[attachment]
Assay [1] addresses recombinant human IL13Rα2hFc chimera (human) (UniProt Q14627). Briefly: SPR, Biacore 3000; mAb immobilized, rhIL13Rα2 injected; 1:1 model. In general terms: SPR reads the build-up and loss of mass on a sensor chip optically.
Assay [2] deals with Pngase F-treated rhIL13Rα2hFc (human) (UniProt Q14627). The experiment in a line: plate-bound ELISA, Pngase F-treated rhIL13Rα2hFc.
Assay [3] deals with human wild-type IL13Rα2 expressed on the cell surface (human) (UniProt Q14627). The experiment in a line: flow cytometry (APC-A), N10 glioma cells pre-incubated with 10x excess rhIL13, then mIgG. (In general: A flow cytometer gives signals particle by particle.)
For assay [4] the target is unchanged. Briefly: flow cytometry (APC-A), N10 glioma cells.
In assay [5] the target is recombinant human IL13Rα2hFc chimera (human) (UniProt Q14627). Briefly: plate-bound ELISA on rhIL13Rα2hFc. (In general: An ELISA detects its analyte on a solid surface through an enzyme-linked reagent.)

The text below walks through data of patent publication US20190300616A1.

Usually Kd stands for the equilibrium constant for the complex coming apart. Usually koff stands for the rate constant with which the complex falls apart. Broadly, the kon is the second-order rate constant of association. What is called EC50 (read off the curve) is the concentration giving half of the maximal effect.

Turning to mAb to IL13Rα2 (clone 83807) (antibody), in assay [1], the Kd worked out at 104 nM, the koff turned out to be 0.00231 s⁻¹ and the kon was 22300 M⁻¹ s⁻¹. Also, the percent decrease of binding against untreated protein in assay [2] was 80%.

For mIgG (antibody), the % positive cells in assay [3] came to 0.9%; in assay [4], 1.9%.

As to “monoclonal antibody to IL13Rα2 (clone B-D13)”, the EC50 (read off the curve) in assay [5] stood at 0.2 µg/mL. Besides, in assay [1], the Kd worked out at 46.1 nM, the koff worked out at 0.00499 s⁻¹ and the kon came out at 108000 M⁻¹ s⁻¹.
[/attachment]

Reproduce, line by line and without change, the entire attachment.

Assay [1] addresses recombinant human IL13Rα2hFc chimera (human) (UniProt Q14627). Briefly: SPR, Biacore 3000; mAb immobilized, rhIL13Rα2 injected; 1:1 model. In general terms: SPR reads the build-up and loss of mass on a sensor chip optically.
Assay [2] deals with Pngase F-treated rhIL13Rα2hFc (human) (UniProt Q14627). The experiment in a line: plate-bound ELISA, Pngase F-treated rhIL13Rα2hFc.
Assay [3] deals with human wild-type IL13Rα2 expressed on the cell surface (human) (UniProt Q14627). The experiment in a line: flow cytometry (APC-A), N10 glioma cells pre-incubated with 10x excess rhIL13, then mIgG. (In general: A flow cytometer gives signals particle by particle.)
For assay [4] the target is unchanged. Briefly: flow cytometry (APC-A), N10 glioma cells.
In assay [5] the target is recombinant human IL13Rα2hFc chimera (human) (UniProt Q14627). Briefly: plate-bound ELISA on rhIL13Rα2hFc. (In general: An ELISA detects its analyte on a solid surface through an enzyme-linked reagent.)

The text below walks through data of patent publication US20190300616A1.

Usually Kd stands for the equilibrium constant for the complex coming apart. Usually koff stands for the rate constant with which the complex falls apart. Broadly, the kon is the second-order rate constant of association. What is called EC50 (read off the curve) is the concentration giving half of the maximal effect.

Turning to mAb to IL13Rα2 (clone 83807) (antibody), in assay [1], the Kd worked out at 104 nM, the koff turned out to be 0.00231 s⁻¹ and the kon was 22300 M⁻¹ s⁻¹. Also, the percent decrease of binding against untreated protein in assay [2] was 80%.

For mIgG (antibody), the % positive cells in assay [3] came to 0.9%; in assay [4], 1.9%.

As to “monoclonal antibody to IL13Rα2 (clone B-D13)”, the EC50 (read off the curve) in assay [5] stood at 0.2 µg/mL. Besides, in assay [1], the Kd worked out at 46.1 nM, the koff worked out at 0.00499 s⁻¹ and the kon came out at 108000 M⁻¹ s⁻¹.